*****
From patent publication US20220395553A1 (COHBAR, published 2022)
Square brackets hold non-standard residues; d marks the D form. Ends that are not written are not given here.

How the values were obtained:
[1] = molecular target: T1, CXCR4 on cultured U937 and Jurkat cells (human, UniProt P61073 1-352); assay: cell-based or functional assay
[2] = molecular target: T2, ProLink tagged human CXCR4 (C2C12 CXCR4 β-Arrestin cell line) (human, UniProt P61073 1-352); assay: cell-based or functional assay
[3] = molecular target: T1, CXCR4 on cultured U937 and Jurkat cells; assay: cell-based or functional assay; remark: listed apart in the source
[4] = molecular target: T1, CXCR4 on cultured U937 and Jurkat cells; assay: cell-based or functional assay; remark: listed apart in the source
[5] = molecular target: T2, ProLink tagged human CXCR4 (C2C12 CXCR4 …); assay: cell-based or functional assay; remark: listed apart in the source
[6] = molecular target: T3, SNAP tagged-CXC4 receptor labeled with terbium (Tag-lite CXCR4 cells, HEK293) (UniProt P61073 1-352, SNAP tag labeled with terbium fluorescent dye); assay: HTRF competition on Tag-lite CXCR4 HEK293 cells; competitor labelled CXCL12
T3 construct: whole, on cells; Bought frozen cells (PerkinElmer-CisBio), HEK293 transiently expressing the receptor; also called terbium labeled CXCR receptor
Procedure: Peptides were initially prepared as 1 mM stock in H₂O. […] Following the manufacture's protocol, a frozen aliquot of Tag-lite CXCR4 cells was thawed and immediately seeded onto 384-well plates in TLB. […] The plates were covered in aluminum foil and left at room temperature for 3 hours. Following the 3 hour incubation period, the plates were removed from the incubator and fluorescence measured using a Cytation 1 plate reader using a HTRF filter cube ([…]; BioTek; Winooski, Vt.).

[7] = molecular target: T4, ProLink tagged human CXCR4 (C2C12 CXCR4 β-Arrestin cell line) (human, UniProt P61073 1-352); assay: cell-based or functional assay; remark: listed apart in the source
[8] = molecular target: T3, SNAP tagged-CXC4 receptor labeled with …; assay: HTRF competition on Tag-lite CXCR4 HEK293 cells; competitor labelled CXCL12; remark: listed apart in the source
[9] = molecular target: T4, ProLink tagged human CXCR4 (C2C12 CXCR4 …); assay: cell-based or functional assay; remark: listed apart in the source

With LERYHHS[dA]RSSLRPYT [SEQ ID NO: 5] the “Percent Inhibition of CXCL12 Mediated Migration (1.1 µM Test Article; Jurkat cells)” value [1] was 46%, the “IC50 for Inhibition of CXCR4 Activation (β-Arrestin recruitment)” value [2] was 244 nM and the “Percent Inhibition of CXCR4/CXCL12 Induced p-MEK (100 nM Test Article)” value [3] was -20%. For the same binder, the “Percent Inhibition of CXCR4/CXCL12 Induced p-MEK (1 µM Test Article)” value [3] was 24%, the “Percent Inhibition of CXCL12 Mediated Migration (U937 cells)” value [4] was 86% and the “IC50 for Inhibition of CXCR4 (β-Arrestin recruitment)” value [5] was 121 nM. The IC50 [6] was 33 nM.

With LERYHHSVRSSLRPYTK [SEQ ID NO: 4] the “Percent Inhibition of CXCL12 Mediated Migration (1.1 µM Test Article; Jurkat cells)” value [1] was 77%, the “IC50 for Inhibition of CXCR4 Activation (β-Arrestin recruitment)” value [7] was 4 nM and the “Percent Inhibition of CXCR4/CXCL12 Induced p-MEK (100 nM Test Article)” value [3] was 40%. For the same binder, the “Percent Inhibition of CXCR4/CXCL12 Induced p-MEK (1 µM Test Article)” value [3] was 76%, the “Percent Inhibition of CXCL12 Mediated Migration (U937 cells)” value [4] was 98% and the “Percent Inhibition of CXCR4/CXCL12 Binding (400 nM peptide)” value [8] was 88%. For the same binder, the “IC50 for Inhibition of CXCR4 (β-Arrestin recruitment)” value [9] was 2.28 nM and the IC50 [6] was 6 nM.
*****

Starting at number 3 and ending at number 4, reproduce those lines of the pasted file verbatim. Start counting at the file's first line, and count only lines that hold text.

How the values were obtained:
[1] = molecular target: T1, CXCR4 on cultured U937 and Jurkat cells (human, UniProt P61073 1-352); assay: cell-based or functional assay